Some humble advice for convention organizers...


For many indie authors, conventions are our lifeblood. Without selling our books at local comicons and other such events, we wouldn't be making enough money to keep producing books.

As an author and huge fan of conventions, I've been to tons of them. Some massive, some tiny, some new, some established, and everything in between. I've pretty much seen it all.

But one thing has been a constant of many conventions, especially the smaller ones, which makes little sense:


What do I mean? Too many panels, too many discussions, too many contests, movie screenings, gaming hours, celebrity meet & greets, etc.

But Stu, isn't that why many fans go to conventions? Why of course it is. The programming brings in fans from around the country. Especially the celebrity stuff.

So why limit it? Well, we don't need to cut it back much. But here are some of the complaints I've made and heard over the years of attending conventions:

  • Panels with large interest overlapping (common concern at big conventions)
  • Panels drawing 0 audience members because other panels take it all at the same time
  • People waiting in line for hours to get an autograph and missing programming
  • Vendors complaining about people always being consumed by programming and not making it to the vendor hall. This is a huge complaint.

A few conventions I have attended have also had poor floor plans. Hosting all of the panels / contests, etc in a room adjacent to the vendor hall means many people never even see the vendor hall. That's an issue.

How do we fix it? I have an idea I've tossed around to a few vendors and organizers over the years: make a vendor hour an event in the programming.

Make from 7pm - 8pm (or whenever, just not in the morning) a vendor hall hour. No programming, no contests, no dances (yes, some conventions have dances), no celebrity sessions, no screenings, nothing but vendor hall time for an hour. 

Vendors could offer promotions during that time, sales, free stuff with purchases, all that jazz. It gets people to enter the vendor hall, probably spend some money, and see things they might not otherwise see if their day is full of programming. It also lets people grab some dinner (depending on timing) which is never a bad thing.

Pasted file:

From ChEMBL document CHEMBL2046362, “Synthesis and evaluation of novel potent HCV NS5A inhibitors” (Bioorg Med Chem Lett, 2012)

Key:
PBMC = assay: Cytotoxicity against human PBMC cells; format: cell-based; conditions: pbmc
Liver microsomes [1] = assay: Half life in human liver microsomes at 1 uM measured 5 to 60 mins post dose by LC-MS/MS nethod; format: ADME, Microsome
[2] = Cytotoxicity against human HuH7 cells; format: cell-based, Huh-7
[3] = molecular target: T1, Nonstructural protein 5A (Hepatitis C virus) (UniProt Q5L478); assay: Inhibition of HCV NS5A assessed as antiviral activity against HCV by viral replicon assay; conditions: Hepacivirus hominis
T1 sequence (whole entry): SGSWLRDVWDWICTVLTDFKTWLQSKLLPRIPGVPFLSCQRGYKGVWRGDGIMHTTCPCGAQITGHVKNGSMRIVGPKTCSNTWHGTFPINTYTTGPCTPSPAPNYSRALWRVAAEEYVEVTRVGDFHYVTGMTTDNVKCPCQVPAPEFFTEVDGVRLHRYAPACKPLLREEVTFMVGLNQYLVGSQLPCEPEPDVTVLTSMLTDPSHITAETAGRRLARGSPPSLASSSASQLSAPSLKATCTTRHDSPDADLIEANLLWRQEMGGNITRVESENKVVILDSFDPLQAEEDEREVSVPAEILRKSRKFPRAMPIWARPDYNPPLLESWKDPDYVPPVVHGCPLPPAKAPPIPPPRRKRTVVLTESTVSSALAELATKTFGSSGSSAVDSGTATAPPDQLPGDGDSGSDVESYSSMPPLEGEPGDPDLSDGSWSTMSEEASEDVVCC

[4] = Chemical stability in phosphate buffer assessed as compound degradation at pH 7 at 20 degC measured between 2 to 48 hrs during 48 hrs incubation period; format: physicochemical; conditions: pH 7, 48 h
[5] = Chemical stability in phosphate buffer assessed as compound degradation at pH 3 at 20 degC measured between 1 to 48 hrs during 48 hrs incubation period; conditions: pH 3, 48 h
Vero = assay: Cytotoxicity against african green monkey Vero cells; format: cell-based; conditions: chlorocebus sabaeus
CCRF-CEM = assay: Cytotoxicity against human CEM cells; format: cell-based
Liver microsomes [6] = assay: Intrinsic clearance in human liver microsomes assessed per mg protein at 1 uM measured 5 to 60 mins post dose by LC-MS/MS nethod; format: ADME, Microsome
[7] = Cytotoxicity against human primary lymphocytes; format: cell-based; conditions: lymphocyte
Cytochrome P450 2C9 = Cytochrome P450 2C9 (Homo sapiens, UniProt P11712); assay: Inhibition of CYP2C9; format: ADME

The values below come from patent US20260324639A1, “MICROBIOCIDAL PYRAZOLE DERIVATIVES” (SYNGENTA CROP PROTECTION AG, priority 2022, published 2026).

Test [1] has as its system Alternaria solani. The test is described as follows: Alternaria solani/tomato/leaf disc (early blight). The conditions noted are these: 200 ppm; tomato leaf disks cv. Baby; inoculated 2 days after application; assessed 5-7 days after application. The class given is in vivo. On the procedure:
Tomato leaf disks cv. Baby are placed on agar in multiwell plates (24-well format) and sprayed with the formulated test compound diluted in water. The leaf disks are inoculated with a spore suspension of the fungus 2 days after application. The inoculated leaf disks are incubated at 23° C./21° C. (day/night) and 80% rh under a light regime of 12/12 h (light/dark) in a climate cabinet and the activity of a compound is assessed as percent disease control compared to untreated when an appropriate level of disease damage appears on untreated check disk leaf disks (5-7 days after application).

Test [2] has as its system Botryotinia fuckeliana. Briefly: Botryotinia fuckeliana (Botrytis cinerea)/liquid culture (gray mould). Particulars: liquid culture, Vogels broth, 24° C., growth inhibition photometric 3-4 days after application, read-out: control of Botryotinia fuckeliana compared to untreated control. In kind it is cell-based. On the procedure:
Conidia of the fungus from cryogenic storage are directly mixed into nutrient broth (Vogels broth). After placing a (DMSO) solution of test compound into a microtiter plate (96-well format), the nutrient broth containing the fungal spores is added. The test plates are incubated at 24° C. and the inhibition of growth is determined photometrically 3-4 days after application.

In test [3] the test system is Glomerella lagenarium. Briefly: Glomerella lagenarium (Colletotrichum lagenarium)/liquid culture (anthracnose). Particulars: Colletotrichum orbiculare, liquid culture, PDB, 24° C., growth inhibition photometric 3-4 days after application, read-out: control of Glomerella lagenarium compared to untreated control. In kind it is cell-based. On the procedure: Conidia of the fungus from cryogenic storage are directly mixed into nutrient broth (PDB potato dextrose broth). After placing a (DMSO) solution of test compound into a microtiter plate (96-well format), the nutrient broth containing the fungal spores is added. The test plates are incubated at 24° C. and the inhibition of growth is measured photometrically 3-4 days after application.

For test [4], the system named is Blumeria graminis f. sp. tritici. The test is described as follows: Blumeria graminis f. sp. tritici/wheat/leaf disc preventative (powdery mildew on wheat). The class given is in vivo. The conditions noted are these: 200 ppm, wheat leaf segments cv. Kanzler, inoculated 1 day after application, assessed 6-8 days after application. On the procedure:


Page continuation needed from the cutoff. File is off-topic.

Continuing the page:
Just some food for thought.

So you booked your first live event. Now what?

Marketing, Marketing, Marketing... Part 2!

Actually, let's back up a step. If you don't know where to look to find a place that will host you as an author, you (obviously) need to do that first. Is your book available on Barnes and Nobel? Call them, speak with a manager, and ask to do a signing. Offer them a cut of each book you sell. Offer to sell them store copies at a big discount. You could also get a table at a convention that specializes in your genre such as fantasy, sci-fi, horror, etc. Want to try something with a cheaper table cost than comicon? Find a local art festival and grab a vendor booth.

OK, now you have a live event booked. What do you need? You can check out the first Marketing, Marketing, Marketing... post here if you want to get an idea of what my personal setup usually looks like. Bring some sort of stand to vertically display your books. Bring promo materials like bookmarks, cards, etc. If you have a banner, set it up behind you but don't block it. Put it a little off to the side. Lastly, bring tons of books! You need to have at least 6 copies of each title sitting on the table at all times and another 30+ of each in a box under your chair. Never run out. Plus, having so many copies will motivate you to sell.

Dress professionally. If you're at comicon or a similar event, feel free to cosplay. If you're at a church book fair, leave the Cannibal Corpse shirt at home. Especially if you're young, you need to look like a pro.

So you're sitting at your booth and people are walking by... but no one is stopping to look at your books. Guess what? That's your fault. At one of the comicons I attended last year, there was a guy selling a really cool children's book. The event was very family oriented, so there were tons of little kids with their parents. I sold more horror titles than that guy sold children's books. He sat behind his booth, worked on his laptop, and never interacted with potential customers. That's a fine way to lose money, get discouraged, and fail.